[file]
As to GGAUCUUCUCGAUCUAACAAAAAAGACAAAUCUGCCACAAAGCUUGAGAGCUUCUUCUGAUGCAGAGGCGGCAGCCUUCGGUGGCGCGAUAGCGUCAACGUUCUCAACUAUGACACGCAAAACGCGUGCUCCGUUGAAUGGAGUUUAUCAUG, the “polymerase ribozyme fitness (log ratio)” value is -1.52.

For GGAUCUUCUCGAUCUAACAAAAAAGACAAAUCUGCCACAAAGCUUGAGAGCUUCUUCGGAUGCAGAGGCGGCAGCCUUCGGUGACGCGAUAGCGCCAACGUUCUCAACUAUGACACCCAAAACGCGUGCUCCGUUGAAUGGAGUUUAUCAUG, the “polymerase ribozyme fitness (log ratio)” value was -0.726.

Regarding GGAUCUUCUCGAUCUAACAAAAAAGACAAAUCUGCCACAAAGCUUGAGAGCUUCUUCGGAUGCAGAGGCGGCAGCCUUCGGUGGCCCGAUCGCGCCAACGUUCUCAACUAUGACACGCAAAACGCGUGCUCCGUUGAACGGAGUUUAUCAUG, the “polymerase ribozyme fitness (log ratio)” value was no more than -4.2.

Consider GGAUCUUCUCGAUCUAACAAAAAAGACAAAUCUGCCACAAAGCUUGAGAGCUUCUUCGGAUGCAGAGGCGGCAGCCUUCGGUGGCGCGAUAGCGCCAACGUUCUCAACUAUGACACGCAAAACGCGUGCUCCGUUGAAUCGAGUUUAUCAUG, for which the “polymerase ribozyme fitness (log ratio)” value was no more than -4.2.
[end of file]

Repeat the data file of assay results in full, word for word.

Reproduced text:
As to GGAUCUUCUCGAUCUAACAAAAAAGACAAAUCUGCCACAAAGCUUGAGAGCUUCUUCUGAUGCAGAGGCGGCAGCCUUCGGUGGCGCGAUAGCGUCAACGUUCUCAACUAUGACACGCAAAACGCGUGCUCCGUUGAAUGGAGUUUAUCAUG, the “polymerase ribozyme fitness (log ratio)” value is -1.52.

For GGAUCUUCUCGAUCUAACAAAAAAGACAAAUCUGCCACAAAGCUUGAGAGCUUCUUCGGAUGCAGAGGCGGCAGCCUUCGGUGACGCGAUAGCGCCAACGUUCUCAACUAUGACACCCAAAACGCGUGCUCCGUUGAAUGGAGUUUAUCAUG, the “polymerase ribozyme fitness (log ratio)” value was -0.726.

Regarding GGAUCUUCUCGAUCUAACAAAAAAGACAAAUCUGCCACAAAGCUUGAGAGCUUCUUCGGAUGCAGAGGCGGCAGCCUUCGGUGGCCCGAUCGCGCCAACGUUCUCAACUAUGACACGCAAAACGCGUGCUCCGUUGAACGGAGUUUAUCAUG, the “polymerase ribozyme fitness (log ratio)” value was no more than -4.2.

Consider GGAUCUUCUCGAUCUAACAAAAAAGACAAAUCUGCCACAAAGCUUGAGAGCUUCUUCGGAUGCAGAGGCGGCAGCCUUCGGUGGCGCGAUAGCGCCAACGUUCUCAACUAUGACACGCAAAACGCGUGCUCCGUUGAAUCGAGUUUAUCAUG, for which the “polymerase ribozyme fitness (log ratio)” value was no more than -4.2.